Company Culture

In order to attract the best candidates the values of an organisation are more crucial than ever before

I have come to understand that a job interview is a two-way process. That actually, just because an organisation has invited me for an interview and I liked the look of the job spec, it does not mean that it is either the role or the company for me. The kind of company, its values, its culture and indeed those of the department that I would be entering, have escalated in their significance.

As employers, we often discuss whether the candidate is the right 'fit' for the team, but how often does the candidate ask whether the team is the right 'fit' for them?

A potential employer may ask any manner of questions such as your sickness record but how comfortable would you be to ask what mental health support the organisation offers or whether health MOTs are offered to employees? It might be a contractual condition that you may be required to work from a number of different office or site locations however would you feel confident to ask if working from home would be an option for you too? This might be particularly important to you if you have a medical condition or predisposition or you have children or perhaps you have a disabled partner or parent to care for.

How often at an interview have you been offered and accepted an invitation to look around the office you would be sat in? Have you thought whether you would be happy moving from your own office to an open plan office where you touched shoulders with your colleagues? How often have you asked in an interview whether there are kitchen facilities for the workforce or whether complementary refreshments were on offer? Are any of these things important to you?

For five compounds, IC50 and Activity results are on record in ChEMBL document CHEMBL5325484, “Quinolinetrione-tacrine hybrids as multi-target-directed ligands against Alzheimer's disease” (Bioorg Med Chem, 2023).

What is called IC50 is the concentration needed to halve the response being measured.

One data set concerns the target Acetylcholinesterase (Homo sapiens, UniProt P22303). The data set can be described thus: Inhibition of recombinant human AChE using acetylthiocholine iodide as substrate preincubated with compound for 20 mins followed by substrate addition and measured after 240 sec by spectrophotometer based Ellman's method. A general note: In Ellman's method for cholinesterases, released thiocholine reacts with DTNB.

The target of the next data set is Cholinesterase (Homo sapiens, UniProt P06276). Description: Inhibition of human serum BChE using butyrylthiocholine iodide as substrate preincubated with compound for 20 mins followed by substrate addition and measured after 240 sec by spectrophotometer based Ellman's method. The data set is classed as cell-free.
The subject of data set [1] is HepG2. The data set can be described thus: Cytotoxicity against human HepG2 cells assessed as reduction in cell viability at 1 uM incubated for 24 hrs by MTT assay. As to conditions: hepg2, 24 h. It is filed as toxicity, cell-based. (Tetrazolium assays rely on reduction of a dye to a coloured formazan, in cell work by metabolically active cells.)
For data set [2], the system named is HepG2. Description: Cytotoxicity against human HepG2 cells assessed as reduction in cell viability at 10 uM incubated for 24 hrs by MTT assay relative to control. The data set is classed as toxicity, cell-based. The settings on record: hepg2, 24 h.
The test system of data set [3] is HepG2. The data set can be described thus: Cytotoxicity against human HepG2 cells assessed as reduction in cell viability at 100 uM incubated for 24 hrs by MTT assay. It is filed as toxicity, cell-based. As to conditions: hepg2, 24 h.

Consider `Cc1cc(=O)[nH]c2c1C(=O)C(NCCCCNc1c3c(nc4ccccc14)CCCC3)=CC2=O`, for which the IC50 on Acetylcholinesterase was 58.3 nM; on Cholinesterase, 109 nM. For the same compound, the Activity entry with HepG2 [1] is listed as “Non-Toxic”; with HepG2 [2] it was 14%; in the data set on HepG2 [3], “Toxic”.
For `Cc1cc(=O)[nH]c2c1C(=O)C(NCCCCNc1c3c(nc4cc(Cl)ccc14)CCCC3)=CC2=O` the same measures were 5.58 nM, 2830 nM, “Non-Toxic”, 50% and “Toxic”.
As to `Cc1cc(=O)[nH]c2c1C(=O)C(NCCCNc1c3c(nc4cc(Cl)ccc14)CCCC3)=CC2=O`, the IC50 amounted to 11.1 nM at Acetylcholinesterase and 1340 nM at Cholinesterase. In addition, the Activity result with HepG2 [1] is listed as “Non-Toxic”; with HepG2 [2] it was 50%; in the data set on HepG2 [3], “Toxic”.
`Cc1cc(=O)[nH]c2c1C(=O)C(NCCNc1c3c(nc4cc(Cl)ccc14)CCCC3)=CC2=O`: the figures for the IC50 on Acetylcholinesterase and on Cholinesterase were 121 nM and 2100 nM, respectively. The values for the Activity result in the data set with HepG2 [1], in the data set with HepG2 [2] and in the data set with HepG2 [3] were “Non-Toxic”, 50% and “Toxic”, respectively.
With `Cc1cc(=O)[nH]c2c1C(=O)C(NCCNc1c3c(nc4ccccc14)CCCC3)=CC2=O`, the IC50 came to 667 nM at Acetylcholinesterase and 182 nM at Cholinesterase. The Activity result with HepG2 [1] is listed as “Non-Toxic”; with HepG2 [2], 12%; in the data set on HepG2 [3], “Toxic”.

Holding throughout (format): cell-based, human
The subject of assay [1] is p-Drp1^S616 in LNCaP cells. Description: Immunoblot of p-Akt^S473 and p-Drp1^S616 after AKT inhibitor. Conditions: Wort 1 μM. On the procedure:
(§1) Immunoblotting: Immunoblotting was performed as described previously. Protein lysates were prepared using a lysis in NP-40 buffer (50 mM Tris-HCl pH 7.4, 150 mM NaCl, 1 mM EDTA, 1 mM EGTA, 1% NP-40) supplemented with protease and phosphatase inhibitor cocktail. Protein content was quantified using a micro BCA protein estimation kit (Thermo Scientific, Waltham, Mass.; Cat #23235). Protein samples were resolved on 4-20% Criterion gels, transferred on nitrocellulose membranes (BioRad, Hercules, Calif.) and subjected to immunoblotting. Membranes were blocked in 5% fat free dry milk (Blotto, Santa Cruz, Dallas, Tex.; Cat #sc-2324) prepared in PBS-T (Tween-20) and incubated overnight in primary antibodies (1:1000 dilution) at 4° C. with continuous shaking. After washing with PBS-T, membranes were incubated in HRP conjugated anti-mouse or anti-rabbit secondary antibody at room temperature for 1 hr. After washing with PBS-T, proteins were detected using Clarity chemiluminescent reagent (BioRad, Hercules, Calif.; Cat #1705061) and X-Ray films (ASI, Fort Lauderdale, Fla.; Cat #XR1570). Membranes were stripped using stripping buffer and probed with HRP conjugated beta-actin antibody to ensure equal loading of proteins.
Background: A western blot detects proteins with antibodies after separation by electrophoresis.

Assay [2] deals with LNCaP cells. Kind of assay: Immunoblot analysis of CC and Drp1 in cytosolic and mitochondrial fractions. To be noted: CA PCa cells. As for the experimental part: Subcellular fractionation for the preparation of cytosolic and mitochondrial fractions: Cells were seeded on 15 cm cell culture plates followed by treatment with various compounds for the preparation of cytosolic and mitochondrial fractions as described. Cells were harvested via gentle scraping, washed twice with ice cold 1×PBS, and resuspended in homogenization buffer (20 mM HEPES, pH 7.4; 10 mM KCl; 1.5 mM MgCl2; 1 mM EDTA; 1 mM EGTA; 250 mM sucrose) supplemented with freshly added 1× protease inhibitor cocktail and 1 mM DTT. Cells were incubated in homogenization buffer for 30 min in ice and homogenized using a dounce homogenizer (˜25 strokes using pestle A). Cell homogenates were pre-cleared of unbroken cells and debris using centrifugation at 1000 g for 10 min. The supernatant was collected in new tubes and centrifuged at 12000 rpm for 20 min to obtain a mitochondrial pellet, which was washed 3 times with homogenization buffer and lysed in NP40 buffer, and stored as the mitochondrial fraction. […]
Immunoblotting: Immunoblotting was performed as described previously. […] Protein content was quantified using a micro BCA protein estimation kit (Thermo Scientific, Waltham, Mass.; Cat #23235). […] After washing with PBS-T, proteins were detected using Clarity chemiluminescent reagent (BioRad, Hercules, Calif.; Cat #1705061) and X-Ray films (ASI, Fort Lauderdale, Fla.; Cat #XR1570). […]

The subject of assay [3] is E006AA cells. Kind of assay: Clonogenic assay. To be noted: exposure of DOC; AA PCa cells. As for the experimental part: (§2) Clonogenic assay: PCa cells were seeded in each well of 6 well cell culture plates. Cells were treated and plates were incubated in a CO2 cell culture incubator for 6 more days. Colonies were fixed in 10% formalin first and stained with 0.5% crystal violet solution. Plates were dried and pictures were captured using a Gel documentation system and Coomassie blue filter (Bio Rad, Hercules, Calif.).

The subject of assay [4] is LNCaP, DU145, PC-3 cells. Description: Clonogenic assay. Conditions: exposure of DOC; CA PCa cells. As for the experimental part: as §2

In 2016, the FRC conducted a study in the UK which explored the relationship between corporate culture and long-term business success. Sir Winfried Boschoff, Chairman of the FRC, said in his report that “A healthy culture both protects and generates value. It is therefore important to have a continuous focus on culture, rather than wait for a crisis”.

The Essence of Culture

It's not easy to define. It can be something you feel. We could say that culture can be described as the organisation's vision, values, norms, systems, symbols, language, assumptions. It'sthe way things are done around here, it's a shared assumption as to appropriate behaviour. It can make a company unique, it's the attitudes displayed, the repetitive habits, the...

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